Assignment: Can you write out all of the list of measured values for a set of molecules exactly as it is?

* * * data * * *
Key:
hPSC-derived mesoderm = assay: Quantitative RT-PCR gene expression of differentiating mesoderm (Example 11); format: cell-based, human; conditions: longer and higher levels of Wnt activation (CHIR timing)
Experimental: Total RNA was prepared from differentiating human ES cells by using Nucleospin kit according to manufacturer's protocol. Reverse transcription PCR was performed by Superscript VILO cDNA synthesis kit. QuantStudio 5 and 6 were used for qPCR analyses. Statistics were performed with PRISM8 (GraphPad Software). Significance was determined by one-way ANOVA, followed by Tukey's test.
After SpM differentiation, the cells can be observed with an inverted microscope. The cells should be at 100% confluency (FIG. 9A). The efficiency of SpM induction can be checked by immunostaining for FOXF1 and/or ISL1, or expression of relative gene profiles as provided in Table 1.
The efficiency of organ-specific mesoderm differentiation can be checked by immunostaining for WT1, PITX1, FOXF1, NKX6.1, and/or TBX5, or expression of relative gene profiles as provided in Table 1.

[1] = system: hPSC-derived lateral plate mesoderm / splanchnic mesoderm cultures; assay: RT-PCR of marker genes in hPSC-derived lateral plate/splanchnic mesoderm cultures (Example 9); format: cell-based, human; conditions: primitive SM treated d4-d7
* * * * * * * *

Key:
hPSC-derived mesoderm = assay: Quantitative RT-PCR gene expression of differentiating mesoderm (Example 11); format: cell-based, human; conditions: longer and higher levels of Wnt activation (CHIR timing)
Experimental: Total RNA was prepared from differentiating human ES cells by using Nucleospin kit according to manufacturer's protocol. Reverse transcription PCR was performed by Superscript VILO cDNA synthesis kit. QuantStudio 5 and 6 were used for qPCR analyses. Statistics were performed with PRISM8 (GraphPad Software). Significance was determined by one-way ANOVA, followed by Tukey's test.
After SpM differentiation, the cells can be observed with an inverted microscope. The cells should be at 100% confluency (FIG. 9A). The efficiency of SpM induction can be checked by immunostaining for FOXF1 and/or ISL1, or expression of relative gene profiles as provided in Table 1.
The efficiency of organ-specific mesoderm differentiation can be checked by immunostaining for WT1, PITX1, FOXF1, NKX6.1, and/or TBX5, or expression of relative gene profiles as provided in Table 1.

[1] = system: hPSC-derived lateral plate mesoderm / splanchnic mesoderm cultures; assay: RT-PCR of marker genes in hPSC-derived lateral plate/splanchnic mesoderm cultures (Example 9); format: cell-based, human; conditions: primitive SM treated d4-d7